|Funding for:||UK Students, EU Students, International Students|
|Funding amount:||15,450 maintenance grant per annum|
|Placed On:||22nd September 2021|
|Closes:||31st October 2021|
Lead Supervisor name: Professor Sam Porter
This is an exciting opportunity to make an important contribution to the understanding of community development. Its focus is on assets-based approaches to health and well-being. This approach involves building on the assets found in communities and mobilising individuals and community-led organisations to develop their strengths and their capacity to improve the health and well-being of community members.
The PhD will be part of a wider programme of research that is being funded by the National Institute for Health Research, called ‘Common Health Assets: a mixed-methods, realist evaluation and economic appraisal of how community-led organisations (CLOs) impact on the health and wellbeing of people living in deprived areas’. The student will have the opportunity to be part of a strong interdisciplinary team that includes academics from universities in England, Scotland and Northern Ireland.
This PhD will take a step back from the immediate analysis of how effective community led organisations have been in mobilising community assets to look at how community assets approaches have developed and what has influenced their development.
The basic premise of the PhD is that community assets approaches mean different things to different constituencies. While practitioners are an important constituency in the provision of assets-based initiatives, they are only one of a number of stakeholder groups, which also include policy makers and administrators in central government, local government and the voluntary, community and social enterprise sector, and community members that engage with the initiatives.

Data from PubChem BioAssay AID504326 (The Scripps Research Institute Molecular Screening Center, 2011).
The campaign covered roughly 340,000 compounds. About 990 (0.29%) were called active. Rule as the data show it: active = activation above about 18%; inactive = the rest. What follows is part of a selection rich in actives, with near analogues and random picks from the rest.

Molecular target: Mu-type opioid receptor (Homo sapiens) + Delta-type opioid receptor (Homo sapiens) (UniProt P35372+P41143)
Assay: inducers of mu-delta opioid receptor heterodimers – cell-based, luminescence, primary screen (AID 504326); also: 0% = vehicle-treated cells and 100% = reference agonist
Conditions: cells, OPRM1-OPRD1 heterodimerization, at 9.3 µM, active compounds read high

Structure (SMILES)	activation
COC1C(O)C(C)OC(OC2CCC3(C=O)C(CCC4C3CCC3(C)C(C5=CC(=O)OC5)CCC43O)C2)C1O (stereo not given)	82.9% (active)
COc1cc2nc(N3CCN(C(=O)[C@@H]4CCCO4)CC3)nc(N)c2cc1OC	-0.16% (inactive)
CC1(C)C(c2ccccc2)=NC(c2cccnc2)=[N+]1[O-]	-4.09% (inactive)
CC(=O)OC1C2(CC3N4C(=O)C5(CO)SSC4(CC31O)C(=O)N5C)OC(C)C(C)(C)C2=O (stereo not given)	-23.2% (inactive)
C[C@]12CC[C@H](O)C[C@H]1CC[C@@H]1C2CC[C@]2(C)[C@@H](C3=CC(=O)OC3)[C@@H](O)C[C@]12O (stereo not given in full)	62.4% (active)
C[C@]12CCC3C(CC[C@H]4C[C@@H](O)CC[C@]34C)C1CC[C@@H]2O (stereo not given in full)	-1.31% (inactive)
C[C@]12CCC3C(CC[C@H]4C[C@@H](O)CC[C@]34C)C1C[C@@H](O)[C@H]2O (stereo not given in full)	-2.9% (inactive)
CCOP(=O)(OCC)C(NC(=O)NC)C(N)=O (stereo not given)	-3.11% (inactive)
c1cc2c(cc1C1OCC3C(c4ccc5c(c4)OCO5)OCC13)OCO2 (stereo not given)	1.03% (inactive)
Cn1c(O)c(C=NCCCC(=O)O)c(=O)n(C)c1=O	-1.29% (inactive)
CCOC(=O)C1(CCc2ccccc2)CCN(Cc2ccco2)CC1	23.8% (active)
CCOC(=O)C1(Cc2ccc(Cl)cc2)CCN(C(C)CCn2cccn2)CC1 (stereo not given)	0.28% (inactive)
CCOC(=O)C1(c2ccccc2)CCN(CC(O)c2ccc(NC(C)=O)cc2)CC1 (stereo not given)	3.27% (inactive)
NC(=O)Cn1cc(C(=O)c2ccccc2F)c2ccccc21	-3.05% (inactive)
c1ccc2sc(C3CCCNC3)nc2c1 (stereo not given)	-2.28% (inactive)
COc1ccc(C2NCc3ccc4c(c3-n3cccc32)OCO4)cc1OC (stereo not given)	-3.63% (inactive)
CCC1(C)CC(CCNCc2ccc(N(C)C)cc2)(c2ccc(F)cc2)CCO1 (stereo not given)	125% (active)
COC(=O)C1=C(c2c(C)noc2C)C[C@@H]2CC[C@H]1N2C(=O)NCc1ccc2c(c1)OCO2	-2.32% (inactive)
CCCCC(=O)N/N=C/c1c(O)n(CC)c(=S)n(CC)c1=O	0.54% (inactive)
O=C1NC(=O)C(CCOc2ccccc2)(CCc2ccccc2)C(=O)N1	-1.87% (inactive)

This PhD project will examine how these various social groups have influenced the direction of asset-based interventions, and in turn how (if at all) those interventions have influenced social relations.
What does the funded studentship include?
Funded candidates will receive a maintenance grant of £15,450 per annum (unless otherwise specified), to cover their living expenses and have their fees waived for 36 months. In addition, research costs, including field work and conference attendance, will be met.
Funded Studentships are open to both UK/EU and International students unless otherwise specified.
Candidates for a PhD Studentship should demonstrate outstanding qualities and be motivated to complete a PhD in 4 years and must demonstrate:
Closing date: The first call for applications will close on 31st October 2021
For further information on how to apply click the ‘Apply’ button or email email@example.com
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